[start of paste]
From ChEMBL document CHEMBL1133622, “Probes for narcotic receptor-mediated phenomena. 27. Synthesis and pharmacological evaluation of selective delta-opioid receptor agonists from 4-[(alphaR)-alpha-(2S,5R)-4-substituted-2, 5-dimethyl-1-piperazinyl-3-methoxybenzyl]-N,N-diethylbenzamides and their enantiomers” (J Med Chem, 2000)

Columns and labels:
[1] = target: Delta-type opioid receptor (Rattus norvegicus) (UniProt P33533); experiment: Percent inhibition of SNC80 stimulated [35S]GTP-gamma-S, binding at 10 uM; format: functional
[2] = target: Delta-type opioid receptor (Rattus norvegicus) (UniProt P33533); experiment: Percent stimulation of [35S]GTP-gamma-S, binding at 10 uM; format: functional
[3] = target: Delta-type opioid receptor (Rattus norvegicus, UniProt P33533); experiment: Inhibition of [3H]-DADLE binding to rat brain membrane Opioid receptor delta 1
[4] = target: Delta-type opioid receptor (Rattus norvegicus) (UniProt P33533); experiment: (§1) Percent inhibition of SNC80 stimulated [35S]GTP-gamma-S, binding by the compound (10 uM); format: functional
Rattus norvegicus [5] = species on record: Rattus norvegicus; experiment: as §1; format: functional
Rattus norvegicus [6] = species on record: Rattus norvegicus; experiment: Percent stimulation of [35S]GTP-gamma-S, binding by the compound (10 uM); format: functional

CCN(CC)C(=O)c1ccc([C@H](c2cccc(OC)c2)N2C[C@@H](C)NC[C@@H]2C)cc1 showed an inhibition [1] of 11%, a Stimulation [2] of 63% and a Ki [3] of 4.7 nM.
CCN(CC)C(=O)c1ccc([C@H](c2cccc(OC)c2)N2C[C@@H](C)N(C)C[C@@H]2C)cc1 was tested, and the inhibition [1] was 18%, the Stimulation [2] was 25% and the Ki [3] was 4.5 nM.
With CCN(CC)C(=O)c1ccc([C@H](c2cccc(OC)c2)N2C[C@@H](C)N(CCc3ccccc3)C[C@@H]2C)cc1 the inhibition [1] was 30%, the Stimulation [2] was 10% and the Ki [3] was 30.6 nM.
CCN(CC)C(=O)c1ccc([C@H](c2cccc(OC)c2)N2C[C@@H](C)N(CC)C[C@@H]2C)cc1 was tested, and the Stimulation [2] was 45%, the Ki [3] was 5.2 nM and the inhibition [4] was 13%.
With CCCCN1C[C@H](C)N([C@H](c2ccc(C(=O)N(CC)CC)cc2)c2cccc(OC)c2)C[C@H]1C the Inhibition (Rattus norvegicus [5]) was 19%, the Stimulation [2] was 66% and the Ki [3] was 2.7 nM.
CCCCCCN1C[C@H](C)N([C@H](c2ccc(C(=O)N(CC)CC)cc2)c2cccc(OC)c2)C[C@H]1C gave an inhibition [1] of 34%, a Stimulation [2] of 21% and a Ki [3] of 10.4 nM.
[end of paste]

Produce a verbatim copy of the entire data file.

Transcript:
From ChEMBL document CHEMBL1133622, “Probes for narcotic receptor-mediated phenomena. 27. Synthesis and pharmacological evaluation of selective delta-opioid receptor agonists from 4-[(alphaR)-alpha-(2S,5R)-4-substituted-2, 5-dimethyl-1-piperazinyl-3-methoxybenzyl]-N,N-diethylbenzamides and their enantiomers” (J Med Chem, 2000)

Columns and labels:
[1] = target: Delta-type opioid receptor (Rattus norvegicus) (UniProt P33533); experiment: Percent inhibition of SNC80 stimulated [35S]GTP-gamma-S, binding at 10 uM; format: functional
[2] = target: Delta-type opioid receptor (Rattus norvegicus) (UniProt P33533); experiment: Percent stimulation of [35S]GTP-gamma-S, binding at 10 uM; format: functional
[3] = target: Delta-type opioid receptor (Rattus norvegicus, UniProt P33533); experiment: Inhibition of [3H]-DADLE binding to rat brain membrane Opioid receptor delta 1
[4] = target: Delta-type opioid receptor (Rattus norvegicus) (UniProt P33533); experiment: (§1) Percent inhibition of SNC80 stimulated [35S]GTP-gamma-S, binding by the compound (10 uM); format: functional
Rattus norvegicus [5] = species on record: Rattus norvegicus; experiment: as §1; format: functional
Rattus norvegicus [6] = species on record: Rattus norvegicus; experiment: Percent stimulation of [35S]GTP-gamma-S, binding by the compound (10 uM); format: functional

CCN(CC)C(=O)c1ccc([C@H](c2cccc(OC)c2)N2C[C@@H](C)NC[C@@H]2C)cc1 showed an inhibition [1] of 11%, a Stimulation [2] of 63% and a Ki [3] of 4.7 nM.
CCN(CC)C(=O)c1ccc([C@H](c2cccc(OC)c2)N2C[C@@H](C)N(C)C[C@@H]2C)cc1 was tested, and the inhibition [1] was 18%, the Stimulation [2] was 25% and the Ki [3] was 4.5 nM.
With CCN(CC)C(=O)c1ccc([C@H](c2cccc(OC)c2)N2C[C@@H](C)N(CCc3ccccc3)C[C@@H]2C)cc1 the inhibition [1] was 30%, the Stimulation [2] was 10% and the Ki [3] was 30.6 nM.
CCN(CC)C(=O)c1ccc([C@H](c2cccc(OC)c2)N2C[C@@H](C)N(CC)C[C@@H]2C)cc1 was tested, and the Stimulation [2] was 45%, the Ki [3] was 5.2 nM and the inhibition [4] was 13%.
With CCCCN1C[C@H](C)N([C@H](c2ccc(C(=O)N(CC)CC)cc2)c2cccc(OC)c2)C[C@H]1C the Inhibition (Rattus norvegicus [5]) was 19%, the Stimulation [2] was 66% and the Ki [3] was 2.7 nM.
CCCCCCN1C[C@H](C)N([C@H](c2ccc(C(=O)N(CC)CC)cc2)c2cccc(OC)c2)C[C@H]1C gave an inhibition [1] of 34%, a Stimulation [2] of 21% and a Ki [3] of 10.4 nM.